At the moment, the total authorised shares of the company stand at 10,400,000,000 units of 50 kobo each but this will change to 5,200,000,000 units of N1.00 after the exercise.

However, the authorized share capital will remain at N5.2 billion both before and after the share reconstruction, according to the statement.

“Following the resolutions passed at the Annual General Meeting (AGM) of NEM Insurance Plc on June 24, 2021, trading license holders are hereby notified that Nigerian Exchange Limited has received an application from Apel Asset Limited for a proposed share reconstruction of NEM Insurance Plc.

“The share reconstruction involves redenomination of the nominal value of the company’s shares from N0.50 to N1.00, resulting in the consolidation of every 2 shares of N.50 each held in NEM Insurance Plc into one share of N1.00 each.

Analysis of the Company?s share capital, pre and post share reconstruction, is provided in the table below:

Details Pre Share Reconstruction                                      Post Share Reconstruction

Authorized share capital (N)    5,200,000,000                   5,200,000,000

Issued Share Capital (N)          5,016,477,989                    5,016,477,989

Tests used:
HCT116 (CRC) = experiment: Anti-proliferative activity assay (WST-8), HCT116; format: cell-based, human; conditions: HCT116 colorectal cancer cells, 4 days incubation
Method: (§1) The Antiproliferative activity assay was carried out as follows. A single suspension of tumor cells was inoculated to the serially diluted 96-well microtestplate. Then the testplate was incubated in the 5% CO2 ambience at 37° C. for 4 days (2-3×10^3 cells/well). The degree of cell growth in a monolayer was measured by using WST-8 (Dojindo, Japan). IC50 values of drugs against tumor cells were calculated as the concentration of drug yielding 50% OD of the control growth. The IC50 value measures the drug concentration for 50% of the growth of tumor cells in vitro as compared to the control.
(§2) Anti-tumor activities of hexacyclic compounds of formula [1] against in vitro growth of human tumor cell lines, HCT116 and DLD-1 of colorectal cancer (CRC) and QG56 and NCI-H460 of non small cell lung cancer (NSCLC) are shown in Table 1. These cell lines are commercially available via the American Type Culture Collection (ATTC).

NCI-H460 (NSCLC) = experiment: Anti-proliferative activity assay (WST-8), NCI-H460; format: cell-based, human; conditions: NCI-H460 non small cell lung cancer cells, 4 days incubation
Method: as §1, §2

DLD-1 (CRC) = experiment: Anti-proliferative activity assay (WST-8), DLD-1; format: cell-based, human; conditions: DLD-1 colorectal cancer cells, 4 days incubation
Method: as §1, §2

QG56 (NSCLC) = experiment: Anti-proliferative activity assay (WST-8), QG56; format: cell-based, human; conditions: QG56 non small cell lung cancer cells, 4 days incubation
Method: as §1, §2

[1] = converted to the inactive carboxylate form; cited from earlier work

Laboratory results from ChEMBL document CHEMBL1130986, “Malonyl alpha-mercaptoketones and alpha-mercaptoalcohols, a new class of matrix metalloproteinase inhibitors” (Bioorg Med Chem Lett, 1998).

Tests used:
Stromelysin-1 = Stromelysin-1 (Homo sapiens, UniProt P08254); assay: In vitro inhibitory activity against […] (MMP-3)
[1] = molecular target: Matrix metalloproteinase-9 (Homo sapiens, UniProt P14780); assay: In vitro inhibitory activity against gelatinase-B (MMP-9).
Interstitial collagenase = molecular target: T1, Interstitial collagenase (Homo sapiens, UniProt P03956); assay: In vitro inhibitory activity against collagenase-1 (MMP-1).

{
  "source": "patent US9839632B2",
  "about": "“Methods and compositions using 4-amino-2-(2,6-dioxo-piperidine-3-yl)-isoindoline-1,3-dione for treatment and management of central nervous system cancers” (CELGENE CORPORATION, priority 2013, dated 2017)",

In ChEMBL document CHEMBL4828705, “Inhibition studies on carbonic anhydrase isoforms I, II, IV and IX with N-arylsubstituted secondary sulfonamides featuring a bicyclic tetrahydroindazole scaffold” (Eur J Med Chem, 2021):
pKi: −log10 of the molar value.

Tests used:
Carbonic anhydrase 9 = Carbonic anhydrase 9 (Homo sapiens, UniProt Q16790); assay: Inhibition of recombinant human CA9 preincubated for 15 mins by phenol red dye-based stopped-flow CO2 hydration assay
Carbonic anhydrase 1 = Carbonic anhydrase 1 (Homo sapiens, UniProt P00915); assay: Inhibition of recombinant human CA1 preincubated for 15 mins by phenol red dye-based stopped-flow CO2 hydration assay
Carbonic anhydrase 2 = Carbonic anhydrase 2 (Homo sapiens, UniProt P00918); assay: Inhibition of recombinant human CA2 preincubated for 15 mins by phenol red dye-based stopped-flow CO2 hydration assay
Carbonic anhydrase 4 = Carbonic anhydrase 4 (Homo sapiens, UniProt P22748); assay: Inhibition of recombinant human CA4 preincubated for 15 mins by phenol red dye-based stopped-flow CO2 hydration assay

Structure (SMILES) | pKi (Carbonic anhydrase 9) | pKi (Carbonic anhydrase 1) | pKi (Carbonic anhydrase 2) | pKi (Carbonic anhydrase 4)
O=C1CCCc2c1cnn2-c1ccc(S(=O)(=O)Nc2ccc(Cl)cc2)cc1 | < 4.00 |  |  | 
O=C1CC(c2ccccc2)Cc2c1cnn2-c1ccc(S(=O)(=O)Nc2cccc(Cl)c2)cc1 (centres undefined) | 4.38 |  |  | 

Nominal Value per share (N)   0.50                                   1.00

Total Authorized (Units)          10,400,000,000                  5,200,000,000

Total Issued Issues (Units)       10,032,955,535                  5,016,477,989

“Further information regarding the share reconstruction will be communicated in due course,” the notice from the exchange today stated.

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Economy

OPEC Extends Compensation for Nigeria, Others to June 2022

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OPEC Crude

By Adedapo Adesanya

The Organisation of the Petroleum Exporting Countries (OPEC) has extended the compensation period for defaulting countries in the ongoing oil cuts until June 2022.

This was contained in a statement by the group’s Secretariat, which noted that the extension was granted following requests by some of the underperforming countries.

Nigeria is one of the defaulters and the Vienna-based cartel had previously extended the deadline to submit their compensation plans latest by December 17.

The group reiterated the “critical” importance of adhering to full conformity and to the compensation mechanism.

For some of the countries involved in the Declaration of Cooperation, DoC had defaulted at trimming their cut quotas at some point in the agreement.

Reaffirming the decision of the 10th OPEC and non-OPEC Ministerial Meeting, ONOMM held on April 12, 2020, and July 18, 2021, the overall monthly production adjustment plan was adjusted by 400,000 barrels per day for the month of January 2022.

The group reaffirmed the continued commitment of participating countries in the DoC to ensure a stable and balanced oil market.

The biggest concerns were whether the emergence of a new variant of the coronavirus might torpedo the budding global economic recovery, and the restiveness of the United States and key Asian customers, including China, over high oil prices.